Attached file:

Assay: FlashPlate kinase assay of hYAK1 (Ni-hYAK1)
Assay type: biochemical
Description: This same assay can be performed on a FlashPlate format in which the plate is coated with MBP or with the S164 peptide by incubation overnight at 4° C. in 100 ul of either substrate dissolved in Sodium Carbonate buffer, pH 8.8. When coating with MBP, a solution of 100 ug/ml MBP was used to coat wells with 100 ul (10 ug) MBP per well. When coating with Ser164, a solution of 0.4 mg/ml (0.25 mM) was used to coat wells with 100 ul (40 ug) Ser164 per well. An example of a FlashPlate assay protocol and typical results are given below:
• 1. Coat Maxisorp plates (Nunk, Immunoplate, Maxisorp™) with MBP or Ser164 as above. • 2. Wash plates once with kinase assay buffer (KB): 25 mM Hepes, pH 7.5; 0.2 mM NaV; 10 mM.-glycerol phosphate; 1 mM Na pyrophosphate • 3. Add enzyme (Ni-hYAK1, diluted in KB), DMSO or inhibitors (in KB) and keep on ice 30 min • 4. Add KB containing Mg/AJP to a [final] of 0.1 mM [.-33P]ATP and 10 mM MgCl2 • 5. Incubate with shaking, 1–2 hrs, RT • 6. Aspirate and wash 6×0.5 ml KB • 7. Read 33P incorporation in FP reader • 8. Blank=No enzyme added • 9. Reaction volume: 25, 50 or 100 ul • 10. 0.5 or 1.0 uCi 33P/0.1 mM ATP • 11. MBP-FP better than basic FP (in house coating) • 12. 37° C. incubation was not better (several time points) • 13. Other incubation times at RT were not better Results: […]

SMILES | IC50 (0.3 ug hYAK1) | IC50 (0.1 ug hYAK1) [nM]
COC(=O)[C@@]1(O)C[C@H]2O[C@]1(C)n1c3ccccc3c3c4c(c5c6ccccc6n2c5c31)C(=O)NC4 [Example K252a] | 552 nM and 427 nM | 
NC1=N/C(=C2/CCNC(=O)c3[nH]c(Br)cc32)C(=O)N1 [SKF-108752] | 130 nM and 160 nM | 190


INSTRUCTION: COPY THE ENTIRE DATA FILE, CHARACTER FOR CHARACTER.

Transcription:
Assay: FlashPlate kinase assay of hYAK1 (Ni-hYAK1)
Assay type: biochemical
Description: This same assay can be performed on a FlashPlate format in which the plate is coated with MBP or with the S164 peptide by incubation overnight at 4° C. in 100 ul of either substrate dissolved in Sodium Carbonate buffer, pH 8.8. When coating with MBP, a solution of 100 ug/ml MBP was used to coat wells with 100 ul (10 ug) MBP per well. When coating with Ser164, a solution of 0.4 mg/ml (0.25 mM) was used to coat wells with 100 ul (40 ug) Ser164 per well. An example of a FlashPlate assay protocol and typical results are given below:
• 1. Coat Maxisorp plates (Nunk, Immunoplate, Maxisorp™) with MBP or Ser164 as above. • 2. Wash plates once with kinase assay buffer (KB): 25 mM Hepes, pH 7.5; 0.2 mM NaV; 10 mM.-glycerol phosphate; 1 mM Na pyrophosphate • 3. Add enzyme (Ni-hYAK1, diluted in KB), DMSO or inhibitors (in KB) and keep on ice 30 min • 4. Add KB containing Mg/AJP to a [final] of 0.1 mM [.-33P]ATP and 10 mM MgCl2 • 5. Incubate with shaking, 1–2 hrs, RT • 6. Aspirate and wash 6×0.5 ml KB • 7. Read 33P incorporation in FP reader • 8. Blank=No enzyme added • 9. Reaction volume: 25, 50 or 100 ul • 10. 0.5 or 1.0 uCi 33P/0.1 mM ATP • 11. MBP-FP better than basic FP (in house coating) • 12. 37° C. incubation was not better (several time points) • 13. Other incubation times at RT were not better Results: […]

SMILES | IC50 (0.3 ug hYAK1) | IC50 (0.1 ug hYAK1) [nM]
COC(=O)[C@@]1(O)C[C@H]2O[C@]1(C)n1c3ccccc3c3c4c(c5c6ccccc6n2c5c31)C(=O)NC4 [Example K252a] | 552 nM and 427 nM | 
NC1=N/C(=C2/CCNC(=O)c3[nH]c(Br)cc32)C(=O)N1 [SKF-108752] | 130 nM and 160 nM | 190